The Dowager Julien likes to read Georgette Heyer books upon occasion, and I recently pointed out to her that doing so did not mean she lost all intellectual credibility: Just because you enjoy kissing books does not mean that you forget what The Anschluss was, or have to go back to the remedial class; however, IF IT DID, I am now so knee deep in historical romance novels that my university degree would be revoked. “My name’s Prolixity and I used to want to write a Master’s thesis on e.e. cummings and the Metaphysical poets, but now I read books with characters named Sebastian, Lord St. Vincent”.
I listed the books I’ve read so far before, but I forgot a couple. There have been rather a lot.
Come Love a Stranger – Kathleen Woodiwiss – Reformed Rake: VERY attractive reformed rake, a lot of pages of subterfuge and silliness to skip over.
The Duchess – Jude Deveraux – I skimmed this one. Deveraux is a Deverdon’t.
Really? Are you still reading after that terrible joke? I am unworthy of such beneficence.
Since last week, I have read:
The Devil in Winter – Lisa Kleypas – Reformed Rake, Self-Sacrificing Lamb – I read it Friday night. My first Kleypas, but not my last, not even my last this past weekend.
The Viscount Who Loved Me – Julia Quinn – Reformed Rake AND Bridgerton Brother #1 (Anthony) – I read it yesterday. The Bridgerton books make me giggle and smirk. A lot. Occasionally, I hoot. I am expecting to receive The Duke and I by Julia Quinn in the mail today – Reformed Rake and Bridgerton Sister #1/sibling #4 (Daphne).
I went to K-Mart and purchased Lisa Kleypas’ Tempt Me at Twilight on Saturday morning. I went specifically to buy this book. I had seen it a couple of days before, but did not like the random passage I read. Later, I was reading different random passages on Amazon and came across a paragraph so appealing that I wanted the whole book. Now, go back and look at that title. Just look at it. Could it be any cheesier? Let me answer that for you: No, it could not. Mercifully, the book does not also have a salacious cover, but it does have a ridiculous frontispiece involving soap opera people posing in pseudo-19th century dishabille and, as is always the case in these books, bearing absolutely no physical resemblance to the characters. I ripped that sucker out of the book as fast as possible. The title is embarrassing enough; I don’t need to give Mr. Julien any more ammunition than necessary.
Tempt Me at Twilight is the story of Harry Rutledge and Poppy Hathaway. She is the rich daughter of an eccentric family, but, then, aren’t we all? Poppy has been “out” in society for three years and has not found a husband despite being beautiful and well-educated. Her problem, it seems, is an unconventional family, and her inability to dissemble about her education and intelligence. I like this Lisa Kleypas person already. Harry is the American owner of a London hotel that hosts families of the ton during the London season as they look for a mate they, hopefully, feel a sincere tendre for. If you have read any Regency romance novels, all of those words will make sense to you. Furthering my appreciation for Ms. Kleypas, Harry is tall, dark, handsome, and slightly forbidding. All excellent qualities. When the men are fair-haired, I stick my fingers in my eyes and sing “la, la, la I can’t hear you”, and then I scream and hit myself in castigation… Harry is also brilliant and a self-made man which adds a nice touch. Poppy and Harry meet cute and he sees in her everything good and wonderful in the world, so he ruins her reputation (in a chaste 19th century way) to make sure they end up married, but not really together, after which highly-predictable hijinks ensue. Being a Reformed Rake and having the usual “loveless child” back story, it takes him a while, practically the whole book, amazingly enough, to be able to voice his love for her, although he is clearly besotted which he shows in nice (gentleness, love, patience) and not so nice (jealousy, being overbearing) ways. I do so adore smoldering, besotted rakes. As is often the case, and not my taste, there was some silly sub-plotting, but I guess some people enjoy a bit of intrigue in their romance novels. I’m basically ONLY about the man/woman stuff, so if they’re not interacting, I’m not interested. That’s what skipping pages is for. I do that with whatever romance novel I’m reading.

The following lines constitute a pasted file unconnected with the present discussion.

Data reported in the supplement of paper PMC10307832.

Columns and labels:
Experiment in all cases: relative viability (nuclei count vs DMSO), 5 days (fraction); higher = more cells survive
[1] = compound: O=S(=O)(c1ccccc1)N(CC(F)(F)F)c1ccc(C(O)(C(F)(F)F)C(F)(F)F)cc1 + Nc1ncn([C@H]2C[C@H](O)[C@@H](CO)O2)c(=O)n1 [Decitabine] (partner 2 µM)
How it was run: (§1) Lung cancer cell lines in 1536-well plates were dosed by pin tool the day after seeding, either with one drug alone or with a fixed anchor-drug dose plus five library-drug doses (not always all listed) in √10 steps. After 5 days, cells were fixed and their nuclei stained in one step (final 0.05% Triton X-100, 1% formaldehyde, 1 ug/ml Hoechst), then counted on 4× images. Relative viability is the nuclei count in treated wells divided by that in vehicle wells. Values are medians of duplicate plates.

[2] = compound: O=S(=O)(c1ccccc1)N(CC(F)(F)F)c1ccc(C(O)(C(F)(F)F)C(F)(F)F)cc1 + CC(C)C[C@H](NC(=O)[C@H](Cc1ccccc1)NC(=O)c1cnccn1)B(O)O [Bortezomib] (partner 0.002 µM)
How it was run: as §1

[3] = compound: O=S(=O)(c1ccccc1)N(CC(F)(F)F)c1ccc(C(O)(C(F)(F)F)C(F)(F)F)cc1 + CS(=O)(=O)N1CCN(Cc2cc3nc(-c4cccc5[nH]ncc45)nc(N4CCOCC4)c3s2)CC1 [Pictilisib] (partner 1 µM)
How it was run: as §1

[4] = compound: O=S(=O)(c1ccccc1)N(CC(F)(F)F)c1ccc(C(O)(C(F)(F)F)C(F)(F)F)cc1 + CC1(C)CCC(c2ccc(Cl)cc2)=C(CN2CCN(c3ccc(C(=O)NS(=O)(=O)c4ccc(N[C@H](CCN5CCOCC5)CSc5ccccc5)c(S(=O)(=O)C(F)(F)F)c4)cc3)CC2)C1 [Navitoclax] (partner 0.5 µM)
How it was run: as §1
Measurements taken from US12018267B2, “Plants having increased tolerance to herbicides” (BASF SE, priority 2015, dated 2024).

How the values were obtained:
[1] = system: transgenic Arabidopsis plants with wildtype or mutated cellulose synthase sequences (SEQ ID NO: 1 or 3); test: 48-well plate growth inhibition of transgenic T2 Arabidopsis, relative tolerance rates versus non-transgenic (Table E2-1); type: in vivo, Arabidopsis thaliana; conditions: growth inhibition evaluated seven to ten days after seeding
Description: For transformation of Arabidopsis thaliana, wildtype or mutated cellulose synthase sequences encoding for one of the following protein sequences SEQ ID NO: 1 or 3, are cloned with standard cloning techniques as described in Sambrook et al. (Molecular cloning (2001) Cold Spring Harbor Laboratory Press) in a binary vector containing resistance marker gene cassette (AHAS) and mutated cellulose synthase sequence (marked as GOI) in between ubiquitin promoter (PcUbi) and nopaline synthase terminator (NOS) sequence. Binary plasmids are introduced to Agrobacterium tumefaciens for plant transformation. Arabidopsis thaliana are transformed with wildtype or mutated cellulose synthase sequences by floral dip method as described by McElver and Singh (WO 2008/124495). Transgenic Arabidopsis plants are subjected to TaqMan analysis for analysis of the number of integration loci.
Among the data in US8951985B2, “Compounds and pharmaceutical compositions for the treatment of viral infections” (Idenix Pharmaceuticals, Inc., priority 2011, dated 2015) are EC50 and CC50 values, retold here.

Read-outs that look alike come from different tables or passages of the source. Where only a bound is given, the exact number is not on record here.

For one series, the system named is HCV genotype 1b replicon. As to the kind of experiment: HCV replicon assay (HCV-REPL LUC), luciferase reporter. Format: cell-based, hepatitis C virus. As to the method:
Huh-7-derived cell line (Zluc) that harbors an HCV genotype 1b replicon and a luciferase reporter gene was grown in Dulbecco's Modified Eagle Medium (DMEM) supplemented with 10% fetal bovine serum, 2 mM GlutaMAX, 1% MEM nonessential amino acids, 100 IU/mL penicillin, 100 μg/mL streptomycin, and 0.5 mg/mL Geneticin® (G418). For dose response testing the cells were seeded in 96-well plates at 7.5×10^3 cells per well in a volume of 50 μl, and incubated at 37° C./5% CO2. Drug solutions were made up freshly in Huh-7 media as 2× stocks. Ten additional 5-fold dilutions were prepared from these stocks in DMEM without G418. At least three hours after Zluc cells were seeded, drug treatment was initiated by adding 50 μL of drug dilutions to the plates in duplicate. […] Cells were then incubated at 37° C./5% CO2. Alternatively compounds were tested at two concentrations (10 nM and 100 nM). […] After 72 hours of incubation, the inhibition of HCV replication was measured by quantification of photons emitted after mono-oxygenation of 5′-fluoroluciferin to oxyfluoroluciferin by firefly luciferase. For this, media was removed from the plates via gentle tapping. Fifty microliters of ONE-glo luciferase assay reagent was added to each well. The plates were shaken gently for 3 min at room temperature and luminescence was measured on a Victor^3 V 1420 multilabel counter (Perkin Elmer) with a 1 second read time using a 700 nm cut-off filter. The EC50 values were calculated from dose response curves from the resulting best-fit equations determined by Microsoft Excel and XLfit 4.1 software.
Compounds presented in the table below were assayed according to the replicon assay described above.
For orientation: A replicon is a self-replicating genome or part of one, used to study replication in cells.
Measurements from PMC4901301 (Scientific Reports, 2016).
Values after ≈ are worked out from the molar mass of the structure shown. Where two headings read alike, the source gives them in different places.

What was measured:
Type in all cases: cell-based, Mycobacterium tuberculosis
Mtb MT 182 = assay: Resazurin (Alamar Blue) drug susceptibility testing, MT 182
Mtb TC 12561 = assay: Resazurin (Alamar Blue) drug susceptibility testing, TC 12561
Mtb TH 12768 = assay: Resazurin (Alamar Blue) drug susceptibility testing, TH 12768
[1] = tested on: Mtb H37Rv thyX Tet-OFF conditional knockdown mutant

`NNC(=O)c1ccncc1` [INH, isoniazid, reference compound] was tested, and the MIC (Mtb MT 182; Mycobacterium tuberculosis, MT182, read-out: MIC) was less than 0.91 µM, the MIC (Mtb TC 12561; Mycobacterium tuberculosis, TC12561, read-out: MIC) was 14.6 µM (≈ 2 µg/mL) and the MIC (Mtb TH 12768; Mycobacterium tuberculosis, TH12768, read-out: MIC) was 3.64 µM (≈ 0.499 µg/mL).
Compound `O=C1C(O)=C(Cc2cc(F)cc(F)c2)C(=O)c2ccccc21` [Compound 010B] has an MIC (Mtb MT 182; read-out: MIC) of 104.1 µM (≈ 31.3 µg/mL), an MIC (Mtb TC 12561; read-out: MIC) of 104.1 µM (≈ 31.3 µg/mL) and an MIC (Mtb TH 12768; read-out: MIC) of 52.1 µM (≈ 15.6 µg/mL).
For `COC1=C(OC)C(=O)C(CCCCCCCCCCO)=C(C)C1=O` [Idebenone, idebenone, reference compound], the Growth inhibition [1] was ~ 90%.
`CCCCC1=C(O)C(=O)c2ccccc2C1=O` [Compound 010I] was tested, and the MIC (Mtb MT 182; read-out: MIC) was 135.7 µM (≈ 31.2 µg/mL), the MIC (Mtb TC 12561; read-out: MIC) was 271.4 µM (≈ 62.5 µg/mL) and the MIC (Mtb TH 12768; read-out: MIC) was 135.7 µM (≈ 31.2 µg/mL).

Lisa Kleypas’ writing is very good for the genre. She doesn’t have the wit of Julia Quinn, but that is not a bad thing, only different. Kleypas is a bit racier, so it’s really just a question of what you are looking for. I cared about the characters, I loved Poppy, and wanted a Harry Rutledge of my own, and I think that is all that matters. Sometimes you want to giggle and beam (Quinn), and sometimes you want a charming, misguided, besotted rake, in which case Kleypas is a good choice.
Prolixity really is an apt pseudonym, isn’t it? I spend almost as long writing these reviews as I do reading the books.
These women spend a lot of time with their hair down. It’s not the historical inaccuracy I object to. It’s the fact that their hair is very long and it never gets caught under anyone or in the way. My hair goes about a 1/4 to a 1/3 of the way down my back and it’s forever getting caught under things, usually other parts of me.
One of the leads, usually the man, always has a Sardonic Eyebrow of Seduction which they lift as a wry gesture. I would love to be able to do that! Wry is one of my favourite things in the whole wide world. It’s why William Powell is my secret husband. The Dowager Julien has a Baleful Eyebrow of Doom that was deployed almost exclusively as a threat when we were young. Sadly, I did not inherit her skill.
Thank you to everyone who made recommendations. Loretta Chase is next in line.
A complete summary of Lisa Kleypas’s catalogue, with recommendations, can be found here.